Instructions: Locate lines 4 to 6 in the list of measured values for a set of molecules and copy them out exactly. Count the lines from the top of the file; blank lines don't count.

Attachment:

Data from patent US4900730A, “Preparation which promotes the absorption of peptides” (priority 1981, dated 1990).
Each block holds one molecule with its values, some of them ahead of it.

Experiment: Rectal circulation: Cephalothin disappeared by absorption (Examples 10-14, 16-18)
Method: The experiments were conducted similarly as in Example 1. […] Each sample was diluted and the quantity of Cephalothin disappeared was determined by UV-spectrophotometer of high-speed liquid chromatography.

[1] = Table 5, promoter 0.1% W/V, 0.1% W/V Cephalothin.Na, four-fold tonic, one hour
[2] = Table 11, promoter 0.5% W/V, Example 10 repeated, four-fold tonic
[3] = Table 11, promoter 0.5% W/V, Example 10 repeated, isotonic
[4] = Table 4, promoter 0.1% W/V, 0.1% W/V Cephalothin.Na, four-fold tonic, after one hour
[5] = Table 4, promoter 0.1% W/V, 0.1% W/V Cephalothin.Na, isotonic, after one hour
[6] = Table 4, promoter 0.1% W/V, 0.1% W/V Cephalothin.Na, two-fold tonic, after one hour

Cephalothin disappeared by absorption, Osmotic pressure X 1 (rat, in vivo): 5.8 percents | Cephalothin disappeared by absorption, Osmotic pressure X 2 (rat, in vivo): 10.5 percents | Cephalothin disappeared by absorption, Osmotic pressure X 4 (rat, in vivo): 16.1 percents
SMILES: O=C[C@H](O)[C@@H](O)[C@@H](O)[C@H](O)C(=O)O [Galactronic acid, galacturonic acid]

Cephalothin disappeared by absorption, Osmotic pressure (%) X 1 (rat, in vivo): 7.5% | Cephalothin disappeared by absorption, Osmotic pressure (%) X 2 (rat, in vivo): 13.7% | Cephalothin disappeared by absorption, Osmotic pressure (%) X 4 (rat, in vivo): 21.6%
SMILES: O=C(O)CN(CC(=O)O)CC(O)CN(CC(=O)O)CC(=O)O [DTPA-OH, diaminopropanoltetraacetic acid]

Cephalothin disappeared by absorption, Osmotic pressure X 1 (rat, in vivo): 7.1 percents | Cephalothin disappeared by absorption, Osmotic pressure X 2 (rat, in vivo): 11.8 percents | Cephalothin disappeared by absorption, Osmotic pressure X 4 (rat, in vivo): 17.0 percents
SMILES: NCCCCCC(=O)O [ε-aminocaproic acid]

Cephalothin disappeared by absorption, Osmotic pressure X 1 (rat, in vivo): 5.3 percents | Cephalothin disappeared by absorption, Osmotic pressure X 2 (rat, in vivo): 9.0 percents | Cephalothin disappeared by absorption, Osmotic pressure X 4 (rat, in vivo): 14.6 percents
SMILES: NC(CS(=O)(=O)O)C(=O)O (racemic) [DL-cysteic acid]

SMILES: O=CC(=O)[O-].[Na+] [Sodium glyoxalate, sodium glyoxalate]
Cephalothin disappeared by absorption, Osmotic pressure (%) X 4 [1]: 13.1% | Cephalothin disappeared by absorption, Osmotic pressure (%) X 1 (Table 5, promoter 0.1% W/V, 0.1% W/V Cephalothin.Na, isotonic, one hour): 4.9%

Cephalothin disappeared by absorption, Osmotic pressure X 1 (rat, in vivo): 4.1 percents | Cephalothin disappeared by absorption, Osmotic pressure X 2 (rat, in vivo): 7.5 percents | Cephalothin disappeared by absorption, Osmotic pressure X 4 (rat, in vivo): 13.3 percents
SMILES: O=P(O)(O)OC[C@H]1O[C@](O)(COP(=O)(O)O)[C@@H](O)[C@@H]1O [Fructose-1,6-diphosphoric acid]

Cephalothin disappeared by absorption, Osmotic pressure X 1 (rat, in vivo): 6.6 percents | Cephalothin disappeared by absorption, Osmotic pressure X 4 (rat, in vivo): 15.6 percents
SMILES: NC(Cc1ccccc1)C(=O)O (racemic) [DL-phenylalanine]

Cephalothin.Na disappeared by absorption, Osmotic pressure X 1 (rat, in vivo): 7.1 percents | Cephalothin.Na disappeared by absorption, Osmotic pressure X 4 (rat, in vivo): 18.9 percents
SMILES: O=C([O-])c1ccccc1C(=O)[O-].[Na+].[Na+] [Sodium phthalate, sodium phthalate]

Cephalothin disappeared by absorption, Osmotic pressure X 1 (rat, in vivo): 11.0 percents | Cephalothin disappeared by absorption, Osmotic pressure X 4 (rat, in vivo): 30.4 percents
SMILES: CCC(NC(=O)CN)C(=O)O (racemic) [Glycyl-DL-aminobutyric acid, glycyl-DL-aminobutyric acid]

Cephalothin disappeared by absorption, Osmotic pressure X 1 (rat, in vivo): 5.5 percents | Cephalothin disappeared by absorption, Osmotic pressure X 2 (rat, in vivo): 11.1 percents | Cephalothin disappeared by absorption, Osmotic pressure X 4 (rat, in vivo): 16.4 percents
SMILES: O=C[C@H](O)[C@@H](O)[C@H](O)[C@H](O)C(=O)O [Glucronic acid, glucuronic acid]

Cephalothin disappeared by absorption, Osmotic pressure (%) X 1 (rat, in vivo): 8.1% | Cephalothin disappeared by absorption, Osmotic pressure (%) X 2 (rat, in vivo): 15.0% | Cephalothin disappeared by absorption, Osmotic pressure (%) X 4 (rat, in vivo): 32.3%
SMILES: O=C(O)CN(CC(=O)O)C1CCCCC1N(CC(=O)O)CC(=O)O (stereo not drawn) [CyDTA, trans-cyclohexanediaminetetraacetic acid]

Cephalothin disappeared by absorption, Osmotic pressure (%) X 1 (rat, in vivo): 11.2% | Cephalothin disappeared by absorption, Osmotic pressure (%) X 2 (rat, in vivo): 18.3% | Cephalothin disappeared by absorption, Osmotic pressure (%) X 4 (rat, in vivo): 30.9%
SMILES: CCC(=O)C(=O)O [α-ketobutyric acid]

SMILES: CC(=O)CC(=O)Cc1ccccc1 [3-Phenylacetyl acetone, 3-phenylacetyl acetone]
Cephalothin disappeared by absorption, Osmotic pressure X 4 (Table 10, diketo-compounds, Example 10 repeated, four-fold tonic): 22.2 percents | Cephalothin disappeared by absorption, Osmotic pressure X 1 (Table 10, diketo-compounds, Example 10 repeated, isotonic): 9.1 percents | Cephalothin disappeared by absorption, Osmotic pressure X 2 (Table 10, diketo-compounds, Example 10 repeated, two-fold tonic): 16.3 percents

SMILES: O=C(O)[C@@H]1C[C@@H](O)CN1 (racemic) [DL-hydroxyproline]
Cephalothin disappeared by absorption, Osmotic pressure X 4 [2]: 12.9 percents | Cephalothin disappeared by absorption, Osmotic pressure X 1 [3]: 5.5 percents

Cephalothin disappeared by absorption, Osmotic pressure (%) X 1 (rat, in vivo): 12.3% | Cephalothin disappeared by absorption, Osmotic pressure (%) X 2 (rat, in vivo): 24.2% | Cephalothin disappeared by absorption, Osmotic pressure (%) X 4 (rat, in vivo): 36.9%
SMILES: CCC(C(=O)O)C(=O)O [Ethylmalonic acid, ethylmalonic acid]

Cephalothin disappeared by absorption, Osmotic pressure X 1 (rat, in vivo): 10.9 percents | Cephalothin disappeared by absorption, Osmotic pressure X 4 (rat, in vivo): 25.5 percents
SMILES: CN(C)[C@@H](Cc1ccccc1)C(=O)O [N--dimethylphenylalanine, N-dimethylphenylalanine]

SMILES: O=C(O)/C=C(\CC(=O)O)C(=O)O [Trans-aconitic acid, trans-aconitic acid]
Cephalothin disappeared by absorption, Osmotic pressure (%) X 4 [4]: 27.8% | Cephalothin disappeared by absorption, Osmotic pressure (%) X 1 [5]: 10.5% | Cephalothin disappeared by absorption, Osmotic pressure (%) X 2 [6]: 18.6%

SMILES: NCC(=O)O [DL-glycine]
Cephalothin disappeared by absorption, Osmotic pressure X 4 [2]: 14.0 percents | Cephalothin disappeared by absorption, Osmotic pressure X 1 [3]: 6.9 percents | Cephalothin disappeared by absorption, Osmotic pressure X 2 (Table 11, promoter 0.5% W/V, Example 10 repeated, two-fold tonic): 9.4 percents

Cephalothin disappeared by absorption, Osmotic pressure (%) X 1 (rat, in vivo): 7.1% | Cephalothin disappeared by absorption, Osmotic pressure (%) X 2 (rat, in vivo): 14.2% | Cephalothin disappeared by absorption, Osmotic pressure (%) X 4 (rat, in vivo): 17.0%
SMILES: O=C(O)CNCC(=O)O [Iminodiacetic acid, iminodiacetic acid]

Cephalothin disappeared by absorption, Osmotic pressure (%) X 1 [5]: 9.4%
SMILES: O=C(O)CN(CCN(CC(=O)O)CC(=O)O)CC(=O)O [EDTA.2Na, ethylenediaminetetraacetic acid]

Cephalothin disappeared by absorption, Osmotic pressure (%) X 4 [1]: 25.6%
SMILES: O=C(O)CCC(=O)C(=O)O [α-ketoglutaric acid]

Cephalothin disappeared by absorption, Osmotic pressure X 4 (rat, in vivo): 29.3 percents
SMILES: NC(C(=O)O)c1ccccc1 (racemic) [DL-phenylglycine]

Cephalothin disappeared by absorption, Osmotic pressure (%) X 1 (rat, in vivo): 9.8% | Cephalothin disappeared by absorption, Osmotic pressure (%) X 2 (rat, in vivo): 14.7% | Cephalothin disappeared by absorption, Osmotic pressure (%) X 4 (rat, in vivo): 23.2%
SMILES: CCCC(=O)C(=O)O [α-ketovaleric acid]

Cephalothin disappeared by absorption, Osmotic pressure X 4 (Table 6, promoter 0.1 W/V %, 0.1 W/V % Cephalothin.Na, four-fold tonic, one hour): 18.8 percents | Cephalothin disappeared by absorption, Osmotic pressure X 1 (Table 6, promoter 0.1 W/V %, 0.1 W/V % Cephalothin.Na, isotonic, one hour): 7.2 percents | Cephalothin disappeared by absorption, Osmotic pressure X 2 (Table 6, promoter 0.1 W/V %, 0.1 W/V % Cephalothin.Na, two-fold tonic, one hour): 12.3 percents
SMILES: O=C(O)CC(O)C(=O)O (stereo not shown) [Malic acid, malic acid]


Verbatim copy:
Method: The experiments were conducted similarly as in Example 1. […] Each sample was diluted and the quantity of Cephalothin disappeared was determined by UV-spectrophotometer of high-speed liquid chromatography.

[1] = Table 5, promoter 0.1% W/V, 0.1% W/V Cephalothin.Na, four-fold tonic, one hour
[2] = Table 11, promoter 0.5% W/V, Example 10 repeated, four-fold tonic